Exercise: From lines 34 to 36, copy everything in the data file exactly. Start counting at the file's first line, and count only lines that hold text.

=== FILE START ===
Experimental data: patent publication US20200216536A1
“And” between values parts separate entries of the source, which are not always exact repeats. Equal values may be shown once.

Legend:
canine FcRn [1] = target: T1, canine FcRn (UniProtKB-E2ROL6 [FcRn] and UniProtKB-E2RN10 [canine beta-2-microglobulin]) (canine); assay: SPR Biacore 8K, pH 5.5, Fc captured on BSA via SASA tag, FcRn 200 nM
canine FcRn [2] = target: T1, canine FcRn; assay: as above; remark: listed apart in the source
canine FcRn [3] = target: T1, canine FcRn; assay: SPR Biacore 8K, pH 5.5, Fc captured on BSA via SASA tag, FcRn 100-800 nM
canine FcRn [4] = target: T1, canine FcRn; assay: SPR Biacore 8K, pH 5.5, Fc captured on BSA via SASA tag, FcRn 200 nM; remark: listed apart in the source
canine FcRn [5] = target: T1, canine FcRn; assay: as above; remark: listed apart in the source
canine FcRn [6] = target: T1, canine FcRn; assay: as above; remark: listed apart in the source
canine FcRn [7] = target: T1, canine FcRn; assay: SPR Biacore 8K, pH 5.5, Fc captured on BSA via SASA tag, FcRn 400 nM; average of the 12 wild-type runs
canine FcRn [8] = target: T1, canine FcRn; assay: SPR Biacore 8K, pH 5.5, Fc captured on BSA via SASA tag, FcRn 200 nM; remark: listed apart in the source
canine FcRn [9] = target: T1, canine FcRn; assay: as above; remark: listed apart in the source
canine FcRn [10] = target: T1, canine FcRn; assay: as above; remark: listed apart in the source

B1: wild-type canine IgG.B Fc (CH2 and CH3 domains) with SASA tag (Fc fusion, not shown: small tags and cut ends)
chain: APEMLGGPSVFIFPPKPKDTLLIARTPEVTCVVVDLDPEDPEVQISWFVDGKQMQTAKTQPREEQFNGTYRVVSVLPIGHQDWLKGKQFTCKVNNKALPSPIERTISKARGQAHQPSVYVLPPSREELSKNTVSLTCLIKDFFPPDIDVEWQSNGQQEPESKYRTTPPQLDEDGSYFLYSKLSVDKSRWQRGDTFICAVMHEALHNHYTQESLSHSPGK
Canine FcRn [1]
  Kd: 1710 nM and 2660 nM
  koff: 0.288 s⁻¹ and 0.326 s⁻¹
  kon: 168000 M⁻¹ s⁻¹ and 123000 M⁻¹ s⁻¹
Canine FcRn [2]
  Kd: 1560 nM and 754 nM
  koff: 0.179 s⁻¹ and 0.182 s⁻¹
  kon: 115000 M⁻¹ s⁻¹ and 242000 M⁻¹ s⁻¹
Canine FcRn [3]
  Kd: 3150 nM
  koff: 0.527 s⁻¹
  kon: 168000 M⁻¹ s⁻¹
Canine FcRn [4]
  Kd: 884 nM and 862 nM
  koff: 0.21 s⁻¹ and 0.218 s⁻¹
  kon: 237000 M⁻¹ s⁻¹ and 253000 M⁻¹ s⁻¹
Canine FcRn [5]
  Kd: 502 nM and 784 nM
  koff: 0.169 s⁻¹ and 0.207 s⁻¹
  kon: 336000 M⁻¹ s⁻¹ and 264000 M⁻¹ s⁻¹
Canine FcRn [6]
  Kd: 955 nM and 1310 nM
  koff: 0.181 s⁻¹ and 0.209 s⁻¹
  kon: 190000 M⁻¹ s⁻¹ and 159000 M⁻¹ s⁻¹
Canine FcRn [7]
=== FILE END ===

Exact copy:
  koff: 0.169 s⁻¹ and 0.207 s⁻¹
  kon: 336000 M⁻¹ s⁻¹ and 264000 M⁻¹ s⁻¹
Canine FcRn [6]